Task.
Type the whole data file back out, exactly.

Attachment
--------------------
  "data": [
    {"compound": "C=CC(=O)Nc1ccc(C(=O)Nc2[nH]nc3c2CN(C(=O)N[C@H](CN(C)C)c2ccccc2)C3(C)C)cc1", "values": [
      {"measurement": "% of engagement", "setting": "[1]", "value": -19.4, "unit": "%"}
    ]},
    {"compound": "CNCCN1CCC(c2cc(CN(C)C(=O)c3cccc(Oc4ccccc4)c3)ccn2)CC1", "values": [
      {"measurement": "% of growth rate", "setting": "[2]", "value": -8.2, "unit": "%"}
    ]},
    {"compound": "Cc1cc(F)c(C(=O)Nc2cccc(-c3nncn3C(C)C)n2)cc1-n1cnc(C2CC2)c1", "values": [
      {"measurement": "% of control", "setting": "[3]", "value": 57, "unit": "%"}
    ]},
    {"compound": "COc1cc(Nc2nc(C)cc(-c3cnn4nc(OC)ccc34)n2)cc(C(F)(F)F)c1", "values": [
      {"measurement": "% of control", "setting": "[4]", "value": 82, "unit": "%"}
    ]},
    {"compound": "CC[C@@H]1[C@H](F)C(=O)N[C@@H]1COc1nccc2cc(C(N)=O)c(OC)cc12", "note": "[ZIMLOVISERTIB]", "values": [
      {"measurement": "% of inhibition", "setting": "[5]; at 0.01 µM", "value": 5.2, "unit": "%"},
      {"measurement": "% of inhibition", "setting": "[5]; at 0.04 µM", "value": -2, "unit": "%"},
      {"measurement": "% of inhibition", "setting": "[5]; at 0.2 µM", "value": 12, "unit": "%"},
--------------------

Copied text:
  "data": [
    {"compound": "C=CC(=O)Nc1ccc(C(=O)Nc2[nH]nc3c2CN(C(=O)N[C@H](CN(C)C)c2ccccc2)C3(C)C)cc1", "values": [
      {"measurement": "% of engagement", "setting": "[1]", "value": -19.4, "unit": "%"}
    ]},
    {"compound": "CNCCN1CCC(c2cc(CN(C)C(=O)c3cccc(Oc4ccccc4)c3)ccn2)CC1", "values": [
      {"measurement": "% of growth rate", "setting": "[2]", "value": -8.2, "unit": "%"}
    ]},
    {"compound": "Cc1cc(F)c(C(=O)Nc2cccc(-c3nncn3C(C)C)n2)cc1-n1cnc(C2CC2)c1", "values": [
      {"measurement": "% of control", "setting": "[3]", "value": 57, "unit": "%"}
    ]},
    {"compound": "COc1cc(Nc2nc(C)cc(-c3cnn4nc(OC)ccc34)n2)cc(C(F)(F)F)c1", "values": [
      {"measurement": "% of control", "setting": "[4]", "value": 82, "unit": "%"}
    ]},
    {"compound": "CC[C@@H]1[C@H](F)C(=O)N[C@@H]1COc1nccc2cc(C(N)=O)c(OC)cc12", "note": "[ZIMLOVISERTIB]", "values": [
      {"measurement": "% of inhibition", "setting": "[5]; at 0.01 µM", "value": 5.2, "unit": "%"},
      {"measurement": "% of inhibition", "setting": "[5]; at 0.04 µM", "value": -2, "unit": "%"},
      {"measurement": "% of inhibition", "setting": "[5]; at 0.2 µM", "value": 12, "unit": "%"},